Those long-lowly Royals are America’s new “it team.”
The nation is speaking, voting online, buying blue. Its sports sages are writing that Kansas City’s baseball franchise has become the popular choice of fans whose teams are out of championship contention.
And a decent stack of research supports the leading theory as to why that may be.
Studies call it the underdog effect. After 29 years of missing out on postseason play, our boys in blue are being viewed, say the scientists and pundits, in a light similar to how millions of Americans view themselves:
A 2014 incarnation, maybe, of the racehorse Seabiscuit. Flyover country’s own Rocky Balboa or the plucky Hobbits of Middle-earth.
The Harry Truman of “Dewey Defeats Truman.” The Butler Bulldogs of NCAA Final Four showdowns past.
“People love the underdog story,” said sports psychologist Christian End of Xavier University. “It’s about effort. It’s about justice. It’s a storyline pitched to us over and over again.”
It is not that the Baltimore Orioles — the Royals’ rival in the American League Championship Series beginning Friday in Baltimore — rank among baseball’s privileged overlords. They haven’t gone to a World Series since 1983.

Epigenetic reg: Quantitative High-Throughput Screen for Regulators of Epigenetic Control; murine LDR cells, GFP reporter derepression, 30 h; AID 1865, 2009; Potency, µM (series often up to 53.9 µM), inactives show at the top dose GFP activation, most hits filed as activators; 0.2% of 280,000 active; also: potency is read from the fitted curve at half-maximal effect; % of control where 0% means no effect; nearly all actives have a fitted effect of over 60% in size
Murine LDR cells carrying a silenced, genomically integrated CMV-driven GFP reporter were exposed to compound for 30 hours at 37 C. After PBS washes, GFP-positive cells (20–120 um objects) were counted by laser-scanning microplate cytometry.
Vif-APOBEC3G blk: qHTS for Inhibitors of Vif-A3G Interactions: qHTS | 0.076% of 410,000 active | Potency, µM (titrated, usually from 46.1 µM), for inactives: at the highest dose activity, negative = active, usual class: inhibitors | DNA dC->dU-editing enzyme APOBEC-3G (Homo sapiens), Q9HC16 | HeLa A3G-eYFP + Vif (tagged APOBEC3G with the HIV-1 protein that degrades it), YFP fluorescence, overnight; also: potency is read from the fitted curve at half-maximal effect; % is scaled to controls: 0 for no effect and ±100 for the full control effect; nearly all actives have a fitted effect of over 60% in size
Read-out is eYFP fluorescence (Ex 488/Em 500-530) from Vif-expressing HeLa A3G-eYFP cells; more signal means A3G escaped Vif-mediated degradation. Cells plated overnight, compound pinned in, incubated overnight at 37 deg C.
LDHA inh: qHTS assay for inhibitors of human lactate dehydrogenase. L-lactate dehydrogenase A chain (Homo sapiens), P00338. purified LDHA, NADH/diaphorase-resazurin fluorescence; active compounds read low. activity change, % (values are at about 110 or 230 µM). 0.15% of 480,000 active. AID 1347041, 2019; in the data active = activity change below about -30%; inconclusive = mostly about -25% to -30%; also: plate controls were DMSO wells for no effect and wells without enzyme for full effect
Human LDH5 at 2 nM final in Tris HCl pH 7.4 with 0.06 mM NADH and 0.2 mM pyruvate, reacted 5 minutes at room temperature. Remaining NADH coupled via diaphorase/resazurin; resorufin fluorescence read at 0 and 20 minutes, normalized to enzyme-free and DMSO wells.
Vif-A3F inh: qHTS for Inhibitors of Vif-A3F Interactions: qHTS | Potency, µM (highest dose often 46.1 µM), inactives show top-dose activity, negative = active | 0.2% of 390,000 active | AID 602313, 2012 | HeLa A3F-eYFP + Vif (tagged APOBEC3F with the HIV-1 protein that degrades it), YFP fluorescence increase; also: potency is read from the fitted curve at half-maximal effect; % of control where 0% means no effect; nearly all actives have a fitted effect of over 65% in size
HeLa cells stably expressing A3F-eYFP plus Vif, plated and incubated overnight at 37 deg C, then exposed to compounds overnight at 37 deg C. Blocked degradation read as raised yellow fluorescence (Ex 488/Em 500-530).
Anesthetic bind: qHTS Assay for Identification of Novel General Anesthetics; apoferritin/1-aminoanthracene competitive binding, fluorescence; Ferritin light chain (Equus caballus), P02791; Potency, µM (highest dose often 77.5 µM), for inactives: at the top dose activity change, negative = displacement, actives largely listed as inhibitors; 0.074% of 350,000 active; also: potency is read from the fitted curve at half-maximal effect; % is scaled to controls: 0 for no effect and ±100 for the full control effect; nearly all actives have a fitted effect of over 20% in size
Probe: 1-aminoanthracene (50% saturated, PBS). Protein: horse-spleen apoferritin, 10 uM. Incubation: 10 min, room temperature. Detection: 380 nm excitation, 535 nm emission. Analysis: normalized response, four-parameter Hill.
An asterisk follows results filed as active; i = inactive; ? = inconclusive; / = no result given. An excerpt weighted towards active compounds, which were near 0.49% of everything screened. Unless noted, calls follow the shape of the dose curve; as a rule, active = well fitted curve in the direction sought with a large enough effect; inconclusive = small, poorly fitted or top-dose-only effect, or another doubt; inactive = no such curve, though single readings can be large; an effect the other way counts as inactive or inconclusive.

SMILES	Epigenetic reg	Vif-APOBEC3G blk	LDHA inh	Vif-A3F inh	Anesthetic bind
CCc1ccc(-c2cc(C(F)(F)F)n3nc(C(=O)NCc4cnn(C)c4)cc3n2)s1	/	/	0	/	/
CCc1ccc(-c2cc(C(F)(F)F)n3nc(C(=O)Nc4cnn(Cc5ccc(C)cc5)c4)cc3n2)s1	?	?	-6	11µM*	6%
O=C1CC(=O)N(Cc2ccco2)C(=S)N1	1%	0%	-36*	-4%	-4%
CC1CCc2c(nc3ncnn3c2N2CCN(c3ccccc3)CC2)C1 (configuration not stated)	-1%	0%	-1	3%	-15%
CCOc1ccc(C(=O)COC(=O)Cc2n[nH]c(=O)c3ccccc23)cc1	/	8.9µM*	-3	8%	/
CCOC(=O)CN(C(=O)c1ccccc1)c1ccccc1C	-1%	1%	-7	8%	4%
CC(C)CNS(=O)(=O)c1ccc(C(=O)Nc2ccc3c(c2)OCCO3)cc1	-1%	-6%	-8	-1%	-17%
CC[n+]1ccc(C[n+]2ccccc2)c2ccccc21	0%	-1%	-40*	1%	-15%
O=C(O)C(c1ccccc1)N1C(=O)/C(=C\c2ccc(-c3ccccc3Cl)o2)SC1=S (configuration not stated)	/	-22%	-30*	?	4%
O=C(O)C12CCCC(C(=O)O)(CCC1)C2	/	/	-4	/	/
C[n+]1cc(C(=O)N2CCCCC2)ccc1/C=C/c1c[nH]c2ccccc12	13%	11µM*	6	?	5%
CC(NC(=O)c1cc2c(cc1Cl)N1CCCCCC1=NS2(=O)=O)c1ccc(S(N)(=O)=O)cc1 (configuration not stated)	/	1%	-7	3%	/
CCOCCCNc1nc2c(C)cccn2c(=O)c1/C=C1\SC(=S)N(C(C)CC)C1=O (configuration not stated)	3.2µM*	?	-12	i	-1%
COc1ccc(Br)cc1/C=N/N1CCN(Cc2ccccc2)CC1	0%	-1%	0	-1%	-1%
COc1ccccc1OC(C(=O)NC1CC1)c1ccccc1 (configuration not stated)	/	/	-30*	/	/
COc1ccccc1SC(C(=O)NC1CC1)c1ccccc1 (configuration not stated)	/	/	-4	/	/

But their payroll is $15 million higher than that of the Royals. Also, the Orioles have faced performance-enhancement issues and basked this year atop the vaunted Eastern Division with its Boston Red Sox and New York Yankees.
Whatever the reason, respondents to an online ESPN poll say they would rather root, root, root for the Royals.
It’s not even close. Of more than 100,000 votes cast, 68 percent prefer Kansas City over Baltimore in the ALCS.
The Royals pull majority support in 47 states. They rock in California (69 percent favoring the Royals) despite teams in Los Angeles and Oakland falling to our Wild Card bunch in the postseason. The Orioles prevail only in Virginia, Delaware and home state Maryland.
Detroit Tigers fan Rick Grieve, who studies sports fan behavior at Western Kentucky University, has climbed aboard what he called “the Royals bandwagon” in part because he’s as much a sucker for underdogs as anybody.
But he also said baseball fans of all stripes are mindful of how the small-market Royals got here.
“By doing it sort of the pure way, developing young talent and being patient,” Grieve said. “People appreciate a little more the things in life that take time.”
The Royals are “not high-rollers like the Yankees, paying their way to get the top stars,” he said.